Welcome to another LAX History. Today, weíre wrapping up a five-part series on the history of box lacrosse. Last episode, we talked about the inaugural pro version of the game, which was the ILL, the International Lacrosse League. It died in only two seasons, and some US businessmen decided it was a good idea to start their own league. Before we get started, it wasnít. It failed miserably. The American Box Lacrosse League was created in the wake and death of the International Lacrosse League and it started out with a very ambitious, six-team, 50-game schedule. Those teams were the New York Yankees, the New York Giants, the Brooklyn Dodgers, the Toronto Maple Leafs, the Boston Shamrocks and the Baltimore Rough Riders. Youíll notice something pretty stark there ó they all have baseball team names, except for Toronto, which has a hockey name. And Baltimore, whichÖ I have no idea.
Another interesting factoid in this attempt to professionalize box lacrosse and relate it to baseball is the fact that these games were played at Yankee Stadium and Fenway Park. It is to be noted that baseball was the king of athleticism in the 1930s. During no other time in American history did baseball resonate the way it did during the Great Depression. Americans needed an escape. Baseball was familiar. Baseball was king. So, it makes sense that they tried to mix these games with Americaís past time. The problem was Fenway Park and Yankee Stadium were pretty big, so if youíre only going to pull in 5,000 people, your ticket sales probably arenít going to cover your cost. And they didnít. With only 5,000 people in attendance, most of the teams couldnít afford to sustain their season. Two of the teams dropped out and the league just simply could not continue.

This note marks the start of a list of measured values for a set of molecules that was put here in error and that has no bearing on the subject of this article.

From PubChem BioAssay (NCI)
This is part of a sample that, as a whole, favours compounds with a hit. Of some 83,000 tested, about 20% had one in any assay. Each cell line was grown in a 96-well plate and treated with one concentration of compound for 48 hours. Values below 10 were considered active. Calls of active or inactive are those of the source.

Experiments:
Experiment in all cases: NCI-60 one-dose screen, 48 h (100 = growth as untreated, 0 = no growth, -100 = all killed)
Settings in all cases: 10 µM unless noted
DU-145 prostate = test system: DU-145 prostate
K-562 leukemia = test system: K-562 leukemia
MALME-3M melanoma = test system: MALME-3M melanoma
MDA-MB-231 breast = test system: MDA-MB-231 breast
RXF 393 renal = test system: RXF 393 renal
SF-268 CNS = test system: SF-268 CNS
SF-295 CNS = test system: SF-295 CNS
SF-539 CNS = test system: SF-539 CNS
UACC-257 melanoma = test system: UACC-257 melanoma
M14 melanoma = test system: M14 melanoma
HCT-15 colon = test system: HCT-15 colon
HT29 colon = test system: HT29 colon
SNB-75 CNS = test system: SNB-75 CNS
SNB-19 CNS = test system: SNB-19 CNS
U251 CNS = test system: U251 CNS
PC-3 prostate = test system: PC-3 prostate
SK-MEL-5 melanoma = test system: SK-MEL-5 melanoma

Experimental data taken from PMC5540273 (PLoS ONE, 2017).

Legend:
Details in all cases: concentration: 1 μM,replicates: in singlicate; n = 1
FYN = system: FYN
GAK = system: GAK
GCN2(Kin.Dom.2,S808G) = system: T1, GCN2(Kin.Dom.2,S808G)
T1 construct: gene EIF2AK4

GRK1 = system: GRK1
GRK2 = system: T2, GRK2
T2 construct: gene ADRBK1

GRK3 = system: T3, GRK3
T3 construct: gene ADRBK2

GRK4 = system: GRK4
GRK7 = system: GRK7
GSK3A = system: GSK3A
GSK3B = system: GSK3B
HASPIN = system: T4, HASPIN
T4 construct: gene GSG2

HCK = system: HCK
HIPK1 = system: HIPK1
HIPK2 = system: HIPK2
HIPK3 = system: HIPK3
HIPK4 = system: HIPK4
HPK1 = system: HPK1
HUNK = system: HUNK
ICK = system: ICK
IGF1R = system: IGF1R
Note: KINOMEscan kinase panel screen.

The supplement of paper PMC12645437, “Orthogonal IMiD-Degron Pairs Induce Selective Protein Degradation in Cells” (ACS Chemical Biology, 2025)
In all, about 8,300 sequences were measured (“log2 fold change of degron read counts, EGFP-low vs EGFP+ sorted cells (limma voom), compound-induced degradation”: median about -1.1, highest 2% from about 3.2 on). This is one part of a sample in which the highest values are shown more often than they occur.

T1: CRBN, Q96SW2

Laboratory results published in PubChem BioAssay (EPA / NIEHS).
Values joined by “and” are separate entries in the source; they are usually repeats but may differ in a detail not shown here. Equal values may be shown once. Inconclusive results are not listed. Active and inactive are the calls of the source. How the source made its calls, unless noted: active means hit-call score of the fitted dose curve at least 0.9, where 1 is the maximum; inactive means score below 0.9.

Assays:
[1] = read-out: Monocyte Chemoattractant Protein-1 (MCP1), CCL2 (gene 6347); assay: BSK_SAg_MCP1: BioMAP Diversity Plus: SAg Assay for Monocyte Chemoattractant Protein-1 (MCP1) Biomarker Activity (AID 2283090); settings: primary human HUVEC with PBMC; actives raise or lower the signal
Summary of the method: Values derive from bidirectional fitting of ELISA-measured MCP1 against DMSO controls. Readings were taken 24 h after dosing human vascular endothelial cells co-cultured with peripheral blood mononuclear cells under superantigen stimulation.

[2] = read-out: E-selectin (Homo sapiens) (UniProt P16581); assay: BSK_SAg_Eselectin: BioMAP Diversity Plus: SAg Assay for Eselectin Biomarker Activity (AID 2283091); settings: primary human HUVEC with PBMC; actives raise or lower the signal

American culture at the time found box lacrosse to be a very violent sport, leading people to believe that it didnít have the ability to survive. Remember, baseball was the king of sports in the US at this time. So, even though these feelings were at times exaggerated, lacrosse always came off as much rougher and more physical in comparison to baseball. So, the lacrosse community in the United States rejected box lacrosse because they thought it was going to overemphasize the pre-existing notion that lacrosse was too violent.
Obviously, we still have box lacrosse. Actually, we have a very healthy professional lacrosse league through the NLL, so itís fair to ask how we got through two failed attempts at professionalizing the sport in the early 1930s to today. This may seem like Iím about to fast-forward, but I promise you, Iím not. Weíve actually made a series that comes after this: The History of the Canadian Cups. The four major cups in Canadian Lacrosse are the Mann Cup, the Presidents Cup, the Minto Cup and the Founders Cup. Next, you would observe the OALA. The Ontario Amateur Lacrosse Association, which is a derivative of the CLA at this time.
As you can see, we were brought back from a professional version of the game to an amateur version of the game, which is where box lacrosse thrived for years. It should be stated that field and box both thrive in a much healthier environment on an amateur level all the way up to modern-day. Some people would even argue that itís still better on an amateur level. Collegiate sports like the NCAA are much more widely-watched ó particularly for the championships ó than the PLL, the MLL and the NLL. This has always been, and for argumentís sake, still an amateur game.
Next, we move onto the Mann Cup, one of the four major Canadian Cups. The first team to win the Mann Cup was the Mimico Mounties. This is where box lacrosse survived and thrived for many, many years until someone decided they were going to take an economic stab at pro lacrosse. For now, Iíd like to push you guys over to our video about Canadian Box Lacrosse History. Until next time, take care. Keep LAXiní.
Article Posted: 12/12/2019 03:35:24 PM